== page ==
A Linux system administrator needs to know some Linux commands. Join us to learn How to Find Out Which Process Listening on a Particular Port. But first, let’s know about the Port basically. A port is a logical entity that represents an endpoint of communication and is associated with a given process or service in an operating system. To let your studies work better, choose your own VPS Server with instant activation.
How to Find Out Which Process Listening On A Particular Port
Recently, we explained how to find out list of all open ports in Linux. Join us with this article to see 3 different ways of finding the process/service listening on a particular port in Linux.
netstat command is used to display information concerning network connections, routing tables, interface stats, and beyond. It is available on all Unix-like operating systems including Linux and also on Windows OS.
In case you do not have it installed by default, use the following command to install it.
$ sudo yum install net-tools #RHEL/CentOS $ sudo apt install net-tools #Debian/Ubuntu $ sudo dnf install net-tools #Fedora 22+
Once installed, you can use it with grep command to find the process or service listening on a particular port in Linux as follows (specify the port).
$ netstat -ltnp | grep -w ':80'
In the above command, the flags.
l – tells netstat to only show listening sockets.
t – tells it to display tcp connections.
n – instructs it show numerical addresses.
p – enables showing of the process ID and the process name.
grep -w – shows matching of exact string (:80).
2: Using lsof Command
lsof command (List Open Files) is used to list all open files on a Linux system. To install it on your system, type the command below.
$ sudo yum install lsof #RHEL/CentOS $ sudo apt install lsof #Debian/Ubuntu $ sudo dnf install lsof #Fedora 22+
To find the process/service listening on a particular port, type (specify the port).
$ lsof -i :80
3: Using fuser Command
fuser command shows the PIDs of processes using the specified files or file systems in Linux. Let’s see what is the third and last way of finding Out Which Process Listening On A Particular Port.
You can install it as follows:
$ sudo yum install psmisc #RHEL/CentOS $ sudo apt install psmisc #Debian/Ubuntu $ sudo dnf install psmisc #Fedora 22+
You can find the process/service listening on a particular port by running the command below (specify the port).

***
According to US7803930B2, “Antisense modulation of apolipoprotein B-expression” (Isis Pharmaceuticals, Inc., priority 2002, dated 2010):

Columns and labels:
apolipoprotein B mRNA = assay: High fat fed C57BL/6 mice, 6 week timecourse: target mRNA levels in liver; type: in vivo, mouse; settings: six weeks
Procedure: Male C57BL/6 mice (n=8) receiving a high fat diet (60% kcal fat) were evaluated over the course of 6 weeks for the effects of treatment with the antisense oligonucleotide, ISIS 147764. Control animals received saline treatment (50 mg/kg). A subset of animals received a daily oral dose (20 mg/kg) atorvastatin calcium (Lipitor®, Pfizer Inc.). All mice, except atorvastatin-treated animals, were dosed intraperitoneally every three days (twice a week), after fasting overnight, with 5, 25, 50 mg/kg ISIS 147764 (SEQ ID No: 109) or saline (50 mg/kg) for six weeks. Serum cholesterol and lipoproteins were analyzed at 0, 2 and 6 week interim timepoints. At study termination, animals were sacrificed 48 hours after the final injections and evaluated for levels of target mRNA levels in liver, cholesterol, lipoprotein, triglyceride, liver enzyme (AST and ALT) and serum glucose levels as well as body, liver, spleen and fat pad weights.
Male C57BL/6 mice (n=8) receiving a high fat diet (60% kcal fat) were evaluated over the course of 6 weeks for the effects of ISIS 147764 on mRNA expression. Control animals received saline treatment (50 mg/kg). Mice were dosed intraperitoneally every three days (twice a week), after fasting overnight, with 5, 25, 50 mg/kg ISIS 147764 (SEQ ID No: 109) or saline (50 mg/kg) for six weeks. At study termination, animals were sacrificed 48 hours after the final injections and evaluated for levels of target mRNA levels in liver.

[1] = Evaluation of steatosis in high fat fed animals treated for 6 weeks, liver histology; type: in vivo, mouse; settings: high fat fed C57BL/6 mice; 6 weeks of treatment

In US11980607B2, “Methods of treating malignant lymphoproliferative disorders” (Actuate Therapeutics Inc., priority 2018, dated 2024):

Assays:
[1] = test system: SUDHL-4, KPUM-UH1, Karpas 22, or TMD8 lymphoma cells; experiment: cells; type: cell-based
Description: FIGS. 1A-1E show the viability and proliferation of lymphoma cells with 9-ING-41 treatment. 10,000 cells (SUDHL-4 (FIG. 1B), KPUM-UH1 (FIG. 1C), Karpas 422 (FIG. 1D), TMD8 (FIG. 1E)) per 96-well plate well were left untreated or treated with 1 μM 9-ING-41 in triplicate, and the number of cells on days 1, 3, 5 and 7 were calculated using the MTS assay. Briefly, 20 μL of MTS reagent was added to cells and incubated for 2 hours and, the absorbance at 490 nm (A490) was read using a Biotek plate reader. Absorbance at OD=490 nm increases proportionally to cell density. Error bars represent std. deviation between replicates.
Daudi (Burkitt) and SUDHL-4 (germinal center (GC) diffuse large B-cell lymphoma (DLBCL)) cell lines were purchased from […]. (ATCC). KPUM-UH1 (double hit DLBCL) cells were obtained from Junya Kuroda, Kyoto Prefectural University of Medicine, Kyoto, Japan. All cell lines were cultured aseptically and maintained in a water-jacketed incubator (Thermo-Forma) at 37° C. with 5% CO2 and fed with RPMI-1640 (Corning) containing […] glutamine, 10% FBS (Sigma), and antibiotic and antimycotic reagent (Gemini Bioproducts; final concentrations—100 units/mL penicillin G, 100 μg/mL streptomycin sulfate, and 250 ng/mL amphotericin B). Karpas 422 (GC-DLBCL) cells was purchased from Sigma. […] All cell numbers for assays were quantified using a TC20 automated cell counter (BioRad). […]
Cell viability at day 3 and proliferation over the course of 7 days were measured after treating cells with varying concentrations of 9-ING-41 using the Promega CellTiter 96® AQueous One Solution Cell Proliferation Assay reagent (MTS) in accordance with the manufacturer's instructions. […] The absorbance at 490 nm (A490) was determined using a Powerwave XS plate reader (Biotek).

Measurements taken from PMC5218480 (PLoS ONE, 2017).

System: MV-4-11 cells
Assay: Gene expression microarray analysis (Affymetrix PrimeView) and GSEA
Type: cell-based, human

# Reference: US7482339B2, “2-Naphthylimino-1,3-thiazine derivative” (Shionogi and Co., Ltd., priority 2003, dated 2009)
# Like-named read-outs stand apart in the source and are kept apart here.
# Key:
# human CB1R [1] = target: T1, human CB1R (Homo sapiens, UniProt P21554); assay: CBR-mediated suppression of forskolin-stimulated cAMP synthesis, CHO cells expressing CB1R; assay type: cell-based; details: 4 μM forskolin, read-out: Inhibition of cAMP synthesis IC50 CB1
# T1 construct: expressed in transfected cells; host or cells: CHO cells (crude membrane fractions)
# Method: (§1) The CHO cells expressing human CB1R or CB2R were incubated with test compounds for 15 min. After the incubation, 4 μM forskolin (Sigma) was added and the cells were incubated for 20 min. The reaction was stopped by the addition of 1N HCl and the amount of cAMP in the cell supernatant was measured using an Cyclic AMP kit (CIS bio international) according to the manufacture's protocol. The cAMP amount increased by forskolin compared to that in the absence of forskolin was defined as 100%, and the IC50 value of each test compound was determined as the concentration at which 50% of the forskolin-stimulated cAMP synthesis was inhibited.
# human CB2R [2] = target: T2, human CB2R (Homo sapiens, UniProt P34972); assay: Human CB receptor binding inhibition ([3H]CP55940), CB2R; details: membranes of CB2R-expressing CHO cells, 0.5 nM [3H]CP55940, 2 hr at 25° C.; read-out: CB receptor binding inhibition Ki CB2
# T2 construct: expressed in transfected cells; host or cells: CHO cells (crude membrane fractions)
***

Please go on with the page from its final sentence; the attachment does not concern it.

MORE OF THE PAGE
$ fuser 80/tcp
Then find the process name using PID number with the ps command like so.
$ ps -p 2053 -o comm= $ ps -p 2381 -o comm=
In this article, you learned How to Find Out Which Process Listening On A Particular Port. So choose a suitable way between 3 suggestions in this guide. Trace Linux commands to find more useful articles.
Is it possible to find out what app is using a port?
Yes, it is. Follow the below path:
1. Open the command prompt – start » run » cmd or start » All Programs » Accessories » Command Prompt.
2. Type netstat -aon | findstr ‘[port_number]’ . …
3. If the port is being used by any application, then that application’s detail will be shown. …
4. Type tasklist | findstr ‘[PID]’
What is netstat command?
You can use it to display network status and protocol statistics. Also, it is possible to display the status of TCP and UDP endpoints in table format, routing table information, and interface information
I need to find out that which process is using port 8080.thank you
To do this, you need to use Windows netstat command to help you identify which applications are using port 8080.
Then, follow the below path:
1. Hold down the Windows key and press the R key to open the Run dialog.
2. Type “cmd” and click OK in the Run dialog.
3. Verify the Command Prompt opens.
4. Type “netstat -a -n -o | find “8080””. A list of processes using port 8080 are displayed.
What’s the way of finding a port number on Mac?
Follow the below path to find it.
• Launch System Preferences
• Go to Network > Advanced
• Click the Port Scan tab and enter the IP address you wish to scan
Many thanks. Could you please say how to find out which process is listening on a port on Mac?
Yes, sure. You need to use lsof command to find the process ID and use the ps command to show the name on Mac Os X.